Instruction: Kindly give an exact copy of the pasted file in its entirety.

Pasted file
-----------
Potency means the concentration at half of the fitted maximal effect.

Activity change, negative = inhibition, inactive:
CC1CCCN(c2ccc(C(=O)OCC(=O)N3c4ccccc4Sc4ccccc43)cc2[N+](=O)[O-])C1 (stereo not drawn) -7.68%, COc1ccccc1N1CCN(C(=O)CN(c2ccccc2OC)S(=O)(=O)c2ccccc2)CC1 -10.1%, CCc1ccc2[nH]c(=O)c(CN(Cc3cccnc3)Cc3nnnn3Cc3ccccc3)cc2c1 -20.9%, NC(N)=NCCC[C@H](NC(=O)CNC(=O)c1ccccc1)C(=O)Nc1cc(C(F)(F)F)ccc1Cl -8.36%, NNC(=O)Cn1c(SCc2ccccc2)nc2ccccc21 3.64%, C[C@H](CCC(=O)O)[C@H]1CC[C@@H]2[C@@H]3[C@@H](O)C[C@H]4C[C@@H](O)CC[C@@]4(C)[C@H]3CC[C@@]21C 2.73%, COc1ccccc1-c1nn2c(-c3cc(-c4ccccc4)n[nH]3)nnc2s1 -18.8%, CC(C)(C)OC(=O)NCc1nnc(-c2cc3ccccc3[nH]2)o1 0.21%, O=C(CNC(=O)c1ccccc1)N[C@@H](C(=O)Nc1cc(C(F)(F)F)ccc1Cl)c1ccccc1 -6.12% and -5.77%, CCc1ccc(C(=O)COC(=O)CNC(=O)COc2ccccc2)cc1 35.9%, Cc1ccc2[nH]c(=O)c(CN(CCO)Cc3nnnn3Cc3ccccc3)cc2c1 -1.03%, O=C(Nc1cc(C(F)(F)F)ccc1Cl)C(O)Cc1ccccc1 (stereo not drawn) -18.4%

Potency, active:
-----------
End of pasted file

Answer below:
Potency means the concentration at half of the fitted maximal effect.

Activity change, negative = inhibition, inactive:
CC1CCCN(c2ccc(C(=O)OCC(=O)N3c4ccccc4Sc4ccccc43)cc2[N+](=O)[O-])C1 (stereo not drawn) -7.68%, COc1ccccc1N1CCN(C(=O)CN(c2ccccc2OC)S(=O)(=O)c2ccccc2)CC1 -10.1%, CCc1ccc2[nH]c(=O)c(CN(Cc3cccnc3)Cc3nnnn3Cc3ccccc3)cc2c1 -20.9%, NC(N)=NCCC[C@H](NC(=O)CNC(=O)c1ccccc1)C(=O)Nc1cc(C(F)(F)F)ccc1Cl -8.36%, NNC(=O)Cn1c(SCc2ccccc2)nc2ccccc21 3.64%, C[C@H](CCC(=O)O)[C@H]1CC[C@@H]2[C@@H]3[C@@H](O)C[C@H]4C[C@@H](O)CC[C@@]4(C)[C@H]3CC[C@@]21C 2.73%, COc1ccccc1-c1nn2c(-c3cc(-c4ccccc4)n[nH]3)nnc2s1 -18.8%, CC(C)(C)OC(=O)NCc1nnc(-c2cc3ccccc3[nH]2)o1 0.21%, O=C(CNC(=O)c1ccccc1)N[C@@H](C(=O)Nc1cc(C(F)(F)F)ccc1Cl)c1ccccc1 -6.12% and -5.77%, CCc1ccc(C(=O)COC(=O)CNC(=O)COc2ccccc2)cc1 35.9%, Cc1ccc2[nH]c(=O)c(CN(CCO)Cc3nnnn3Cc3ccccc3)cc2c1 -1.03%, O=C(Nc1cc(C(F)(F)F)ccc1Cl)C(O)Cc1ccccc1 (stereo not drawn) -18.4%

Potency, active: